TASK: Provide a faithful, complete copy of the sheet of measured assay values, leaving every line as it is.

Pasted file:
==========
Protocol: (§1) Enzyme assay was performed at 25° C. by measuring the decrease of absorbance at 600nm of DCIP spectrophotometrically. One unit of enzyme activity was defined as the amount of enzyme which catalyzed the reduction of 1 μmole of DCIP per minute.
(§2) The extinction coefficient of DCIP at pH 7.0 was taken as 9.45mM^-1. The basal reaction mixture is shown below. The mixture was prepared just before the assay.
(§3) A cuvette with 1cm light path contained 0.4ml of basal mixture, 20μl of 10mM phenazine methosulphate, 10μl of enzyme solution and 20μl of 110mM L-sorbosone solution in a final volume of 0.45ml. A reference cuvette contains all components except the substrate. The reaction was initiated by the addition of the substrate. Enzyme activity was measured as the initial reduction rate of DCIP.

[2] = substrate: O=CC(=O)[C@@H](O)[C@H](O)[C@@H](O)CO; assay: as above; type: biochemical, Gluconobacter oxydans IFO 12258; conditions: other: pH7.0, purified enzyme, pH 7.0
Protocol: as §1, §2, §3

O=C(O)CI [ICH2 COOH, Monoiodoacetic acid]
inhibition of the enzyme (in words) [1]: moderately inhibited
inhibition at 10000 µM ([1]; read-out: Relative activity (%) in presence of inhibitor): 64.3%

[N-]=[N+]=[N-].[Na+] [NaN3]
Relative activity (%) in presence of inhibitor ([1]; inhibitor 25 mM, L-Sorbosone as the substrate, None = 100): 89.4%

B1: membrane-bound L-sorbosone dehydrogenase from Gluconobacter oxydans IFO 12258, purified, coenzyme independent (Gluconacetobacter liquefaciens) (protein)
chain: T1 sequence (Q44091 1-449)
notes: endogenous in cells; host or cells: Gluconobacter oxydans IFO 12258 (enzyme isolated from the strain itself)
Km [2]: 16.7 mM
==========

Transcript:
Protocol: (§1) Enzyme assay was performed at 25° C. by measuring the decrease of absorbance at 600nm of DCIP spectrophotometrically. One unit of enzyme activity was defined as the amount of enzyme which catalyzed the reduction of 1 μmole of DCIP per minute.
(§2) The extinction coefficient of DCIP at pH 7.0 was taken as 9.45mM^-1. The basal reaction mixture is shown below. The mixture was prepared just before the assay.
(§3) A cuvette with 1cm light path contained 0.4ml of basal mixture, 20μl of 10mM phenazine methosulphate, 10μl of enzyme solution and 20μl of 110mM L-sorbosone solution in a final volume of 0.45ml. A reference cuvette contains all components except the substrate. The reaction was initiated by the addition of the substrate. Enzyme activity was measured as the initial reduction rate of DCIP.

[2] = substrate: O=CC(=O)[C@@H](O)[C@H](O)[C@@H](O)CO; assay: as above; type: biochemical, Gluconobacter oxydans IFO 12258; conditions: other: pH7.0, purified enzyme, pH 7.0
Protocol: as §1, §2, §3

O=C(O)CI [ICH2 COOH, Monoiodoacetic acid]
inhibition of the enzyme (in words) [1]: moderately inhibited
inhibition at 10000 µM ([1]; read-out: Relative activity (%) in presence of inhibitor): 64.3%

[N-]=[N+]=[N-].[Na+] [NaN3]
Relative activity (%) in presence of inhibitor ([1]; inhibitor 25 mM, L-Sorbosone as the substrate, None = 100): 89.4%

B1: membrane-bound L-sorbosone dehydrogenase from Gluconobacter oxydans IFO 12258, purified, coenzyme independent (Gluconacetobacter liquefaciens) (protein)
chain: T1 sequence (Q44091 1-449)
notes: endogenous in cells; host or cells: Gluconobacter oxydans IFO 12258 (enzyme isolated from the strain itself)
Km [2]: 16.7 mM